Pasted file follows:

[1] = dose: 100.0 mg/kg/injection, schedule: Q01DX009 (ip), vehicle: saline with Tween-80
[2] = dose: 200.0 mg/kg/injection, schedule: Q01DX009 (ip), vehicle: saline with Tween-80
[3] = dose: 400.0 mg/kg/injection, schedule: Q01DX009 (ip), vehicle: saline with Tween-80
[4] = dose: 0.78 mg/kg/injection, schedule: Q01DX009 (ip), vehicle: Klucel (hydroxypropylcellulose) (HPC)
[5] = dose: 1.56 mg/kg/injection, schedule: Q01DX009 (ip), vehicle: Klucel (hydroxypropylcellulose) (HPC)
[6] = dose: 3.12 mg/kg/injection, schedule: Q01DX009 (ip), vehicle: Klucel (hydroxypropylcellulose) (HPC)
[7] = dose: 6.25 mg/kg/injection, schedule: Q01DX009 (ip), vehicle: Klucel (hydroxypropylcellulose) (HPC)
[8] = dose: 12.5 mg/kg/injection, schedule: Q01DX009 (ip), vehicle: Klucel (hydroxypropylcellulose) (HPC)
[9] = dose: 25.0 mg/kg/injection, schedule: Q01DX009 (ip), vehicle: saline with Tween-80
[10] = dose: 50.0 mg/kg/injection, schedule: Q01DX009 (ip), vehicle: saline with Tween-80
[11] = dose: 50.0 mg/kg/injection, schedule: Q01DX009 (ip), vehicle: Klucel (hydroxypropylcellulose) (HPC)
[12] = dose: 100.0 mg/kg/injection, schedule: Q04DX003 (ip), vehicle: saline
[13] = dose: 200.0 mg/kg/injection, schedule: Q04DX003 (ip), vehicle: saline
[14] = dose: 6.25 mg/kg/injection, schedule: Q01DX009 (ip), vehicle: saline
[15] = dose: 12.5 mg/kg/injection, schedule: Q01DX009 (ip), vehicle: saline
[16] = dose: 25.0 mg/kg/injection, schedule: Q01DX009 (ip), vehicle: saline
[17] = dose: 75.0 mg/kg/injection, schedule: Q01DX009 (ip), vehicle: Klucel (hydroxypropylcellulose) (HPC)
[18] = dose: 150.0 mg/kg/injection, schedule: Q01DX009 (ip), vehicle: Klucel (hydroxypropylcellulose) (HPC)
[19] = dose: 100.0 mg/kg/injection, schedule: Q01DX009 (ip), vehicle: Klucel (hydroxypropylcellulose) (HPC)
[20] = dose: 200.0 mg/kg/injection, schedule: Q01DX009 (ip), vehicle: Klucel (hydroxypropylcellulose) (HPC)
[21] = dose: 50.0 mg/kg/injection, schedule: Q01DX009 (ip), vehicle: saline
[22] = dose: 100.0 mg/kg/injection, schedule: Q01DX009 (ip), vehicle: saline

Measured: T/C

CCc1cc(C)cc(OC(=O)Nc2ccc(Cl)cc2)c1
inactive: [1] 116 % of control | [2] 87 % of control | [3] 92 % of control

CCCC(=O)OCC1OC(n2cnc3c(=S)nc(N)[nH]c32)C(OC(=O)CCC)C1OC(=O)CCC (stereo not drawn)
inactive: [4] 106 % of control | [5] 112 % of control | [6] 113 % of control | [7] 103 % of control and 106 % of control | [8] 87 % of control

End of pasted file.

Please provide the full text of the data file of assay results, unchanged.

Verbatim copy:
[1] = dose: 100.0 mg/kg/injection, schedule: Q01DX009 (ip), vehicle: saline with Tween-80
[2] = dose: 200.0 mg/kg/injection, schedule: Q01DX009 (ip), vehicle: saline with Tween-80
[3] = dose: 400.0 mg/kg/injection, schedule: Q01DX009 (ip), vehicle: saline with Tween-80
[4] = dose: 0.78 mg/kg/injection, schedule: Q01DX009 (ip), vehicle: Klucel (hydroxypropylcellulose) (HPC)
[5] = dose: 1.56 mg/kg/injection, schedule: Q01DX009 (ip), vehicle: Klucel (hydroxypropylcellulose) (HPC)
[6] = dose: 3.12 mg/kg/injection, schedule: Q01DX009 (ip), vehicle: Klucel (hydroxypropylcellulose) (HPC)
[7] = dose: 6.25 mg/kg/injection, schedule: Q01DX009 (ip), vehicle: Klucel (hydroxypropylcellulose) (HPC)
[8] = dose: 12.5 mg/kg/injection, schedule: Q01DX009 (ip), vehicle: Klucel (hydroxypropylcellulose) (HPC)
[9] = dose: 25.0 mg/kg/injection, schedule: Q01DX009 (ip), vehicle: saline with Tween-80
[10] = dose: 50.0 mg/kg/injection, schedule: Q01DX009 (ip), vehicle: saline with Tween-80
[11] = dose: 50.0 mg/kg/injection, schedule: Q01DX009 (ip), vehicle: Klucel (hydroxypropylcellulose) (HPC)
[12] = dose: 100.0 mg/kg/injection, schedule: Q04DX003 (ip), vehicle: saline
[13] = dose: 200.0 mg/kg/injection, schedule: Q04DX003 (ip), vehicle: saline
[14] = dose: 6.25 mg/kg/injection, schedule: Q01DX009 (ip), vehicle: saline
[15] = dose: 12.5 mg/kg/injection, schedule: Q01DX009 (ip), vehicle: saline
[16] = dose: 25.0 mg/kg/injection, schedule: Q01DX009 (ip), vehicle: saline
[17] = dose: 75.0 mg/kg/injection, schedule: Q01DX009 (ip), vehicle: Klucel (hydroxypropylcellulose) (HPC)
[18] = dose: 150.0 mg/kg/injection, schedule: Q01DX009 (ip), vehicle: Klucel (hydroxypropylcellulose) (HPC)
[19] = dose: 100.0 mg/kg/injection, schedule: Q01DX009 (ip), vehicle: Klucel (hydroxypropylcellulose) (HPC)
[20] = dose: 200.0 mg/kg/injection, schedule: Q01DX009 (ip), vehicle: Klucel (hydroxypropylcellulose) (HPC)
[21] = dose: 50.0 mg/kg/injection, schedule: Q01DX009 (ip), vehicle: saline
[22] = dose: 100.0 mg/kg/injection, schedule: Q01DX009 (ip), vehicle: saline

Measured: T/C

CCc1cc(C)cc(OC(=O)Nc2ccc(Cl)cc2)c1
inactive: [1] 116 % of control | [2] 87 % of control | [3] 92 % of control

CCCC(=O)OCC1OC(n2cnc3c(=S)nc(N)[nH]c32)C(OC(=O)CCC)C1OC(=O)CCC (stereo not drawn)
inactive: [4] 106 % of control | [5] 112 % of control | [6] 113 % of control | [7] 103 % of control and 106 % of control | [8] 87 % of control